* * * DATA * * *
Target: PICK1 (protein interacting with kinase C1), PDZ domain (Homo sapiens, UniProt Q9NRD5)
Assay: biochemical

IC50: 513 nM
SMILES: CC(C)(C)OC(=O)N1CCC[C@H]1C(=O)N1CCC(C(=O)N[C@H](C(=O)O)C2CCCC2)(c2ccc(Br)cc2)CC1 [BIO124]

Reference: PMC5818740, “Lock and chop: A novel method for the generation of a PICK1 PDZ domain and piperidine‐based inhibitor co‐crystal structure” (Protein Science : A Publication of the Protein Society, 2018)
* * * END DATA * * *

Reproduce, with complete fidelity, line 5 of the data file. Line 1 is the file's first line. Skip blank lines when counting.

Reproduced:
Reference: PMC5818740, “Lock and chop: A novel method for the generation of a PICK1 PDZ domain and piperidine‐based inhibitor co‐crystal structure” (Protein Science : A Publication of the Protein Society, 2018)